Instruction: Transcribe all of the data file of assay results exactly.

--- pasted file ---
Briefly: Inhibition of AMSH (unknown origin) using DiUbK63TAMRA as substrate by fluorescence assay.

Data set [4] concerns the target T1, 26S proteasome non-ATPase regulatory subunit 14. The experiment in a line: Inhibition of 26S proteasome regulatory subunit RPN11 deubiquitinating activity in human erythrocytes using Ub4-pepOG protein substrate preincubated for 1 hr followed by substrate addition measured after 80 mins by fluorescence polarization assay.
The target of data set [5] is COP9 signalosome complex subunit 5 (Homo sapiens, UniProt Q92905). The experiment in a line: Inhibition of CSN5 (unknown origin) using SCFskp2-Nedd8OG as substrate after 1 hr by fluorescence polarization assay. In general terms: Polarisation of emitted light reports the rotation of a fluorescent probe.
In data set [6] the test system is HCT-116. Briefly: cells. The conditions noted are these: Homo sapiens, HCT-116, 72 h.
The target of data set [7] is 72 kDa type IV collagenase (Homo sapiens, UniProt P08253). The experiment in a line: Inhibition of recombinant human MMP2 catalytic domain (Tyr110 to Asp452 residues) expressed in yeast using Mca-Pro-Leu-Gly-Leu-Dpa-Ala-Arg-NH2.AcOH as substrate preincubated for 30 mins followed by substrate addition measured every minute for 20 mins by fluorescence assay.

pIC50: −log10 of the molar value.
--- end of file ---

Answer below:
Briefly: Inhibition of AMSH (unknown origin) using DiUbK63TAMRA as substrate by fluorescence assay.

Data set [4] concerns the target T1, 26S proteasome non-ATPase regulatory subunit 14. The experiment in a line: Inhibition of 26S proteasome regulatory subunit RPN11 deubiquitinating activity in human erythrocytes using Ub4-pepOG protein substrate preincubated for 1 hr followed by substrate addition measured after 80 mins by fluorescence polarization assay.
The target of data set [5] is COP9 signalosome complex subunit 5 (Homo sapiens, UniProt Q92905). The experiment in a line: Inhibition of CSN5 (unknown origin) using SCFskp2-Nedd8OG as substrate after 1 hr by fluorescence polarization assay. In general terms: Polarisation of emitted light reports the rotation of a fluorescent probe.
In data set [6] the test system is HCT-116. Briefly: cells. The conditions noted are these: Homo sapiens, HCT-116, 72 h.
The target of data set [7] is 72 kDa type IV collagenase (Homo sapiens, UniProt P08253). The experiment in a line: Inhibition of recombinant human MMP2 catalytic domain (Tyr110 to Asp452 residues) expressed in yeast using Mca-Pro-Leu-Gly-Leu-Dpa-Ala-Arg-NH2.AcOH as substrate preincubated for 30 mins followed by substrate addition measured every minute for 20 mins by fluorescence assay.

pIC50: −log10 of the molar value.